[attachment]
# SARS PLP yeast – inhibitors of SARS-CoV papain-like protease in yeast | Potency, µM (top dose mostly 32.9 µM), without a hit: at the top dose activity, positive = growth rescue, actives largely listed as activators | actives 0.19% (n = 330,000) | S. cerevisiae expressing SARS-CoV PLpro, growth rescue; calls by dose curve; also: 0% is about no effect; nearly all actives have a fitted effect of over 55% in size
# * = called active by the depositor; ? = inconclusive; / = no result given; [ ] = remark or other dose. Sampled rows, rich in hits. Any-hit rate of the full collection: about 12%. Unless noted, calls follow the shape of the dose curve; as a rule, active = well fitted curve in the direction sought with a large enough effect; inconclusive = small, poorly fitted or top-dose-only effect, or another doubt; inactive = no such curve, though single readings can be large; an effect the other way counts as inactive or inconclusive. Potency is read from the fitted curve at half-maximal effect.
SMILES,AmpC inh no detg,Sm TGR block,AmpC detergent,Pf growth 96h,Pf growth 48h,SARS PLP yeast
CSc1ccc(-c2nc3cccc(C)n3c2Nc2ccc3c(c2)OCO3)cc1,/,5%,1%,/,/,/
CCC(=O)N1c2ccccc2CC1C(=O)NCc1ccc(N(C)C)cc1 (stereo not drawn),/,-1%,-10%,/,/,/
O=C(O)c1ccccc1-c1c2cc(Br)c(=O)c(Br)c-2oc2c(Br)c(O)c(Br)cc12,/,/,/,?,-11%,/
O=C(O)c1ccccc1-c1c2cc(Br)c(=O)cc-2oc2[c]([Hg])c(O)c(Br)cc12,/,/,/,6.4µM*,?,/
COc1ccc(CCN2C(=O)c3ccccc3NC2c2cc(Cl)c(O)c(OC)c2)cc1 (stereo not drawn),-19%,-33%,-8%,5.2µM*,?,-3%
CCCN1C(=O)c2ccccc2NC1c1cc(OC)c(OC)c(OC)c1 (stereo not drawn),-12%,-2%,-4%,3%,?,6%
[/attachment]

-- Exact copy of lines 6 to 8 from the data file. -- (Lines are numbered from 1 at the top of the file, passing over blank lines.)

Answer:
O=C(O)c1ccccc1-c1c2cc(Br)c(=O)c(Br)c-2oc2c(Br)c(O)c(Br)cc12,/,/,/,?,-11%,/
O=C(O)c1ccccc1-c1c2cc(Br)c(=O)cc-2oc2[c]([Hg])c(O)c(Br)cc12,/,/,/,6.4µM*,?,/
COc1ccc(CCN2C(=O)c3ccccc3NC2c2cc(Cl)c(O)c(OC)c2)cc1 (stereo not drawn),-19%,-33%,-8%,5.2µM*,?,-3%